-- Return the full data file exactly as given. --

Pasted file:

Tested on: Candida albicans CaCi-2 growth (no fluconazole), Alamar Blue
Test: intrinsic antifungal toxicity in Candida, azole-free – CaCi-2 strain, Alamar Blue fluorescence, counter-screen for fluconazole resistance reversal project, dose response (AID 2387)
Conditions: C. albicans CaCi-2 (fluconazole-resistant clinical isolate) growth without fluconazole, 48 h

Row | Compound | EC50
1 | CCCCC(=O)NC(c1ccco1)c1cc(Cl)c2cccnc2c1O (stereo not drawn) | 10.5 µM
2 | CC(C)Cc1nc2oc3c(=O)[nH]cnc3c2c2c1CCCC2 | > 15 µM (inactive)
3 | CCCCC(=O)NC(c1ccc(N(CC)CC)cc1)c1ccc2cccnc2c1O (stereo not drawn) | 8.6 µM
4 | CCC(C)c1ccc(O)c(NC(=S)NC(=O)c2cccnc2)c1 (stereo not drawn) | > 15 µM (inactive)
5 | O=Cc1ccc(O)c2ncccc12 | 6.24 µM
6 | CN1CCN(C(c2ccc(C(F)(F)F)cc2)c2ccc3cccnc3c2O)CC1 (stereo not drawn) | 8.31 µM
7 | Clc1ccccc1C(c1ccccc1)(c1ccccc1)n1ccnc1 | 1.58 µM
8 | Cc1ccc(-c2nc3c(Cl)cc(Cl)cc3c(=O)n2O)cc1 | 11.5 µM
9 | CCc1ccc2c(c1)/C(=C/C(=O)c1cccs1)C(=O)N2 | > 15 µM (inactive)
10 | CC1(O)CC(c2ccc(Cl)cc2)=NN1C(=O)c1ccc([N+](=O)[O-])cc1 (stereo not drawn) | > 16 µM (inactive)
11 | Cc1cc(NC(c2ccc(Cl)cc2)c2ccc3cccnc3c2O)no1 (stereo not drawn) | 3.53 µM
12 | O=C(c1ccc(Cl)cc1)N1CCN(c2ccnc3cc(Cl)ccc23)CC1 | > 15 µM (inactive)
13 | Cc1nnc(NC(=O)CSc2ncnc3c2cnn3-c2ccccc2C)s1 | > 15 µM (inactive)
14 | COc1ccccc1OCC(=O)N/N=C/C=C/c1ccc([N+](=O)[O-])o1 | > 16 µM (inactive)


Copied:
Tested on: Candida albicans CaCi-2 growth (no fluconazole), Alamar Blue
Test: intrinsic antifungal toxicity in Candida, azole-free – CaCi-2 strain, Alamar Blue fluorescence, counter-screen for fluconazole resistance reversal project, dose response (AID 2387)
Conditions: C. albicans CaCi-2 (fluconazole-resistant clinical isolate) growth without fluconazole, 48 h

Row | Compound | EC50
1 | CCCCC(=O)NC(c1ccco1)c1cc(Cl)c2cccnc2c1O (stereo not drawn) | 10.5 µM
2 | CC(C)Cc1nc2oc3c(=O)[nH]cnc3c2c2c1CCCC2 | > 15 µM (inactive)
3 | CCCCC(=O)NC(c1ccc(N(CC)CC)cc1)c1ccc2cccnc2c1O (stereo not drawn) | 8.6 µM
4 | CCC(C)c1ccc(O)c(NC(=S)NC(=O)c2cccnc2)c1 (stereo not drawn) | > 15 µM (inactive)
5 | O=Cc1ccc(O)c2ncccc12 | 6.24 µM
6 | CN1CCN(C(c2ccc(C(F)(F)F)cc2)c2ccc3cccnc3c2O)CC1 (stereo not drawn) | 8.31 µM
7 | Clc1ccccc1C(c1ccccc1)(c1ccccc1)n1ccnc1 | 1.58 µM
8 | Cc1ccc(-c2nc3c(Cl)cc(Cl)cc3c(=O)n2O)cc1 | 11.5 µM
9 | CCc1ccc2c(c1)/C(=C/C(=O)c1cccs1)C(=O)N2 | > 15 µM (inactive)
10 | CC1(O)CC(c2ccc(Cl)cc2)=NN1C(=O)c1ccc([N+](=O)[O-])cc1 (stereo not drawn) | > 16 µM (inactive)
11 | Cc1cc(NC(c2ccc(Cl)cc2)c2ccc3cccnc3c2O)no1 (stereo not drawn) | 3.53 µM
12 | O=C(c1ccc(Cl)cc1)N1CCN(c2ccnc3cc(Cl)ccc23)CC1 | > 15 µM (inactive)
13 | Cc1nnc(NC(=O)CSc2ncnc3c2cnn3-c2ccccc2C)s1 | > 15 µM (inactive)
14 | COc1ccccc1OCC(=O)N/N=C/C=C/c1ccc([N+](=O)[O-])o1 | > 16 µM (inactive)